There are inherent dangers to landmark projects. Dangers of disappointments, of delayed deadlines and drifting audiences. At the end of a vast uphill climb to completion, it can often be the simple act of overselling that ultimately dooms something so lovingly forged to failure. But bizarrely enough, perhaps the greatest perils of landmark projects lie in the months and years that follow the finish line. It is a question that plagues artists of all media – a confusing conundrum of convoluted logic and abstract thought. After the completion of a great process, – of a masterful sculpture hewn from marble, of the final chapter in a grand epic – after a life’s work is complete and laid upon the public eye, what does one do? What if one were to create a work of art that exceeded all expectations, that went beyond the norm, only to discover that it would shine too bright, casting an earie hue of bias over all future work? What if one set the bar too high, only to find that it simply could not be reached again?
Such questions could well be laughed at, seen as cynical daydreaming by those aspiring to greater things. The concept of setting a standard of worrying heights, only to discover that all future efforts would be held to such a standard seems like a philosophic poet’s crippling recurring nightmare. But to some, such questions are a taxing reality. How will J.K. Rowling ever be able to release a new novel for the simple pleasure of it, without a certain bespectacled magus being hauled out for a comparison of merit? What, ultimately, is the cost of releasing something too good?
The aforementioned is a quandary that certainly must have dawned on PERIPHERY in the elated aftermath of the early 2015 release of the long awaited double album Juggernaut. The album was met with near universal praise, and set an incredibly high standard for the band and the progressive metal genre as a whole. Had it been practically any other band, it would be perfectly natural, perhaps even expected, that it would be a long time before any new music was to be heard. But PERIPHERY are not as other bands. Armed with a plethora of material accrued over the years itching to be laid to record, the band have promptly returned just over a year later with Periphery III: Select Difficulty.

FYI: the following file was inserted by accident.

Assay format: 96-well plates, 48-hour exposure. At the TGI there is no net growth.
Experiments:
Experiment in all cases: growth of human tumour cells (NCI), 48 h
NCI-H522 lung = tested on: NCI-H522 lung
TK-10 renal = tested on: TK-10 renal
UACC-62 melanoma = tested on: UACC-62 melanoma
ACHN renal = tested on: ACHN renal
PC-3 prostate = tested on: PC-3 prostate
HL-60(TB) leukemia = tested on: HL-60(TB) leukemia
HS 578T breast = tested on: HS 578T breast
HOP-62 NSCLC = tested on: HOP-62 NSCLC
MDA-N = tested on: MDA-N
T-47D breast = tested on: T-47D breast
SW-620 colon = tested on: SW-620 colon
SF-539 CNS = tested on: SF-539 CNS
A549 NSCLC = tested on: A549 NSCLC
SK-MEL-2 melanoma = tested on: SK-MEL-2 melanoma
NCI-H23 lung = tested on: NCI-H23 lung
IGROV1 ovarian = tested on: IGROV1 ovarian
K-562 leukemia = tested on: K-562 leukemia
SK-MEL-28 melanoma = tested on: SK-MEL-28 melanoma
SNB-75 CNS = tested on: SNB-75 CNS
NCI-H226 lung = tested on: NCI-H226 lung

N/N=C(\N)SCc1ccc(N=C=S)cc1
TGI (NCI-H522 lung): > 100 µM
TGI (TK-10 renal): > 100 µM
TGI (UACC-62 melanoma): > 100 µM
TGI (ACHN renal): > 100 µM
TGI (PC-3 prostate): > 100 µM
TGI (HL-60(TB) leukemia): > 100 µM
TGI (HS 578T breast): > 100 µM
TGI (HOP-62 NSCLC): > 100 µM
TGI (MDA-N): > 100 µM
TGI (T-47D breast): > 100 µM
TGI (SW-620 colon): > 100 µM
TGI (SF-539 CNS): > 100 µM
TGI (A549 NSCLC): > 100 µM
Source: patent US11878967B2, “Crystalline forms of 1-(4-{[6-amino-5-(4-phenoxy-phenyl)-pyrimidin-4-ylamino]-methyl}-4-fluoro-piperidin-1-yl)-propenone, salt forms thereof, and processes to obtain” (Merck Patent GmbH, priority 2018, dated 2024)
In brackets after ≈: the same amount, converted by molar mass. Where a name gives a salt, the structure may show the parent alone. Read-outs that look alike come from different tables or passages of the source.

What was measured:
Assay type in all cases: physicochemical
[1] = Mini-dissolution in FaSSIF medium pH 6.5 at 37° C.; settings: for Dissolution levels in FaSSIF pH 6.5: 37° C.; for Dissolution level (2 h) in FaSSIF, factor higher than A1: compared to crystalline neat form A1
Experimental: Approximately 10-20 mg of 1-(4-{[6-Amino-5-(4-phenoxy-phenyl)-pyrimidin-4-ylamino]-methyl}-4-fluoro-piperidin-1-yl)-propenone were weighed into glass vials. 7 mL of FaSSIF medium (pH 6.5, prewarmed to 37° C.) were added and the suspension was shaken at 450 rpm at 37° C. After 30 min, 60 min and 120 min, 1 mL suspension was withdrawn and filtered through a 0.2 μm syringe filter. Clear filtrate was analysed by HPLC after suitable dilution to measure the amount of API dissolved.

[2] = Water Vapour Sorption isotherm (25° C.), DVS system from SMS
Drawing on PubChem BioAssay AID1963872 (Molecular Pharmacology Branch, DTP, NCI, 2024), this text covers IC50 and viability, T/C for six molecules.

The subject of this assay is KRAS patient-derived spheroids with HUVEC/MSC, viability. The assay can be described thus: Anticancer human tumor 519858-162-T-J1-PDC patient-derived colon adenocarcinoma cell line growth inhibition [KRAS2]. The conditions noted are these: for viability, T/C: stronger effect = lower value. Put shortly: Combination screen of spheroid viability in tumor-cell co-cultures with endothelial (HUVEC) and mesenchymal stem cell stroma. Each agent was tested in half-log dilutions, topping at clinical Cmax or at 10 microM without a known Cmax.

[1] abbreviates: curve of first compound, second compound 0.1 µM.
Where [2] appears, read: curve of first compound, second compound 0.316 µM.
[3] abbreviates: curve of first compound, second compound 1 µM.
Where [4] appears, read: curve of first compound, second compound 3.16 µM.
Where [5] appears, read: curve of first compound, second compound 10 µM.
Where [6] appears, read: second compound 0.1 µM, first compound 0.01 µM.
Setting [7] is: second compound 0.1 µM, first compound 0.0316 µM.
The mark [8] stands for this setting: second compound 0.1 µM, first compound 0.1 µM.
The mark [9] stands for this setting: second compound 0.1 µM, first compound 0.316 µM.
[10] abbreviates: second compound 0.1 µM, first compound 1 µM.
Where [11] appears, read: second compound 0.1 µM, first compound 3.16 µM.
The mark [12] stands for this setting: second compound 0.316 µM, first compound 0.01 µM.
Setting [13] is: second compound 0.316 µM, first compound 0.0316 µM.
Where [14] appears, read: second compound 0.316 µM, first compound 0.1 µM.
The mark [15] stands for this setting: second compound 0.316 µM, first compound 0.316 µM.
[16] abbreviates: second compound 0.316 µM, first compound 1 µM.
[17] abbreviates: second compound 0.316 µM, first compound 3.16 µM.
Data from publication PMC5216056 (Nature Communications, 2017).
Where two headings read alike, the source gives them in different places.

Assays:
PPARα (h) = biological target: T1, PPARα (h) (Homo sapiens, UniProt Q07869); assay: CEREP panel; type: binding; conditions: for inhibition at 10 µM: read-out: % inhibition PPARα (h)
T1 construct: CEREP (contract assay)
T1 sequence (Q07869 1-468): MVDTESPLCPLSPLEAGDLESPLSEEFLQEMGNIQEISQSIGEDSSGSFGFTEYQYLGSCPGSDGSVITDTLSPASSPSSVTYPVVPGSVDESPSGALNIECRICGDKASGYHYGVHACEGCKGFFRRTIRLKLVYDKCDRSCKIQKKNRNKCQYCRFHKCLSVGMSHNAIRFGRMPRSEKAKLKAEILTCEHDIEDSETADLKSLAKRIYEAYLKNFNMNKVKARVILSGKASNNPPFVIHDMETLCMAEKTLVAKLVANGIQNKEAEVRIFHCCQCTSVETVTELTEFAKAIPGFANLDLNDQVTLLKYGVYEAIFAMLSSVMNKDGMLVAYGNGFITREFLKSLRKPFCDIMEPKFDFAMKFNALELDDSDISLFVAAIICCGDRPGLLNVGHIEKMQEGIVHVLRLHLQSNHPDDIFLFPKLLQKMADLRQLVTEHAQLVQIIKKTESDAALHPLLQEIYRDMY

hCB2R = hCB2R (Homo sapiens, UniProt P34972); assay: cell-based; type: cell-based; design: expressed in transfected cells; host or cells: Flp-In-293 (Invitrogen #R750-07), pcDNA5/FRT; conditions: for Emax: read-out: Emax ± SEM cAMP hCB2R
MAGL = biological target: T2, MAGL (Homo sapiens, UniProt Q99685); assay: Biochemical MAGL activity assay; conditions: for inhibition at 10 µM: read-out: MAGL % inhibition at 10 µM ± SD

With such a relatively small gap between such a huge release and this most recent self-titled album, it would be reasonable to expect a drop in quality of writing, and many seemed to view the opening single for Select Difficulty, which was also chosen as the opening track, as a confirmation of that slip in stellar writing. However, in typical PERIPHERY style, they perhaps chose the wrong single to represent their efforts, as it is not at all indicative of the rest of the album.
Select Difficulty covers an immensely versatile sound and musical palette, from the soaring choruses of Marigold and Catch Fire to the disparaging opening grooves of Flatline, showcasing all six member’s writing styles and techniques in just over an hour of calculated brilliance. The album continues PERIPHERY’s consistent theme of stark contrast between beauty and horror, bouncing between swirling melodies and crushingly heavy downtuned riffing with all the ease and natural fluidity of a djenty game of tennis. Interestingly, despite a return to a more upbeat sound in comparison to the band’s double album, Select Difficulty appears to have adopted a far more neoclassical sound compared to previous material. This is perhaps due in part to Misha Mansoor’s apparent obsession with his orchestral soundbanks, but who could blame him when they sound that good?
Such hallmarks of PERIPHERY’s sound, combined with their impossibly brilliant production skills, make for an incredibly pleasing final product. With a crisp, well-defined drum section, featuring a particularly punchy snare, along with one of the finest collections of guitar tones ever collated, and vocalist Spencer Sotelo’s expansive vocal range, Select Difficulty is quite simply a joy to the ears, and a monument of audio engineering.
While the album does contain a few weak tracks, such as the opening duo, the standard of writing, musicianship, and density of material over the course of the rest of the album is so high as to outshine these slight blemishes. Indeed, it seems that on a technical level, the band has pushed to new plateaus, as evidenced in sections such as the finger shattering solo on Absolomb.
There are few bands that would have the propensity to offer new material so soon after such a huge release, and fewer still that could live up to such high expectations. PERIPHERY achieve both of these objectives with apparent ease, and have in the process answered a few of the music industry’s more esoteric and obtuse thought experiments. After setting a standard up in the zenith of merit, perhaps one doesn’t have to exceed that boundary again. Perhaps all one has to offer is something wildly different – something that flows onwards in natural fluidity, while opening bearing a new direction and a new atmosphere. It seems not every landmark needs to be exceeded.
Periphery III: Select Difficulty is out now via Century Media Records.
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